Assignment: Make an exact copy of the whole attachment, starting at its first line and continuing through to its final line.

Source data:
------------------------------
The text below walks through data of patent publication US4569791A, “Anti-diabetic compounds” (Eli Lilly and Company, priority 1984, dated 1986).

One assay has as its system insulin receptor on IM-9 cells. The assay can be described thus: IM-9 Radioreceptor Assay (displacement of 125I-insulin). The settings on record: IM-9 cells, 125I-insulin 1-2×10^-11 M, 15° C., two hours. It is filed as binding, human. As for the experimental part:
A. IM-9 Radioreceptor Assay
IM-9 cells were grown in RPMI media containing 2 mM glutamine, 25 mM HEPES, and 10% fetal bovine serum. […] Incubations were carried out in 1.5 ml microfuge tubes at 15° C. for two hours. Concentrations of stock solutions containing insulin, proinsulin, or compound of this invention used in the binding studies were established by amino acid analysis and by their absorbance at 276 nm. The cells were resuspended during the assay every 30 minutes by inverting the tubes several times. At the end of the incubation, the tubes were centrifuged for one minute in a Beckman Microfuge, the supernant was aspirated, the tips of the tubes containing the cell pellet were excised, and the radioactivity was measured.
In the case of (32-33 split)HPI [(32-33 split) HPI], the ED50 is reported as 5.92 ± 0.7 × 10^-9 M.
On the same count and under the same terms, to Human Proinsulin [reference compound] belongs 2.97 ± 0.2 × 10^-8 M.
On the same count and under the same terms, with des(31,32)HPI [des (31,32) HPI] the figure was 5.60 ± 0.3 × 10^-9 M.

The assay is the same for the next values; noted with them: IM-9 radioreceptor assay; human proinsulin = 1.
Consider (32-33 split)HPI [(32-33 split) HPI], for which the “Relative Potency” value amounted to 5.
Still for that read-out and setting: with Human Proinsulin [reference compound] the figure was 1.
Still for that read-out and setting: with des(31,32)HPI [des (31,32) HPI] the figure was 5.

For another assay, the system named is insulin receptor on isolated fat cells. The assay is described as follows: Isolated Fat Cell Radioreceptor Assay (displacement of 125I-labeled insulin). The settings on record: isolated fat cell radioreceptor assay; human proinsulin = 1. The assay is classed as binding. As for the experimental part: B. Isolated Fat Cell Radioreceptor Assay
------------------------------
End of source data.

The text below walks through data of patent publication US4569791A, “Anti-diabetic compounds” (Eli Lilly and Company, priority 1984, dated 1986).

One assay has as its system insulin receptor on IM-9 cells. The assay can be described thus: IM-9 Radioreceptor Assay (displacement of 125I-insulin). The settings on record: IM-9 cells, 125I-insulin 1-2×10^-11 M, 15° C., two hours. It is filed as binding, human. As for the experimental part:
A. IM-9 Radioreceptor Assay
IM-9 cells were grown in RPMI media containing 2 mM glutamine, 25 mM HEPES, and 10% fetal bovine serum. […] Incubations were carried out in 1.5 ml microfuge tubes at 15° C. for two hours. Concentrations of stock solutions containing insulin, proinsulin, or compound of this invention used in the binding studies were established by amino acid analysis and by their absorbance at 276 nm. The cells were resuspended during the assay every 30 minutes by inverting the tubes several times. At the end of the incubation, the tubes were centrifuged for one minute in a Beckman Microfuge, the supernant was aspirated, the tips of the tubes containing the cell pellet were excised, and the radioactivity was measured.
In the case of (32-33 split)HPI [(32-33 split) HPI], the ED50 is reported as 5.92 ± 0.7 × 10^-9 M.
On the same count and under the same terms, to Human Proinsulin [reference compound] belongs 2.97 ± 0.2 × 10^-8 M.
On the same count and under the same terms, with des(31,32)HPI [des (31,32) HPI] the figure was 5.60 ± 0.3 × 10^-9 M.

The assay is the same for the next values; noted with them: IM-9 radioreceptor assay; human proinsulin = 1.
Consider (32-33 split)HPI [(32-33 split) HPI], for which the “Relative Potency” value amounted to 5.
Still for that read-out and setting: with Human Proinsulin [reference compound] the figure was 1.
Still for that read-out and setting: with des(31,32)HPI [des (31,32) HPI] the figure was 5.

For another assay, the system named is insulin receptor on isolated fat cells. The assay is described as follows: Isolated Fat Cell Radioreceptor Assay (displacement of 125I-labeled insulin). The settings on record: isolated fat cell radioreceptor assay; human proinsulin = 1. The assay is classed as binding. As for the experimental part: B. Isolated Fat Cell Radioreceptor Assay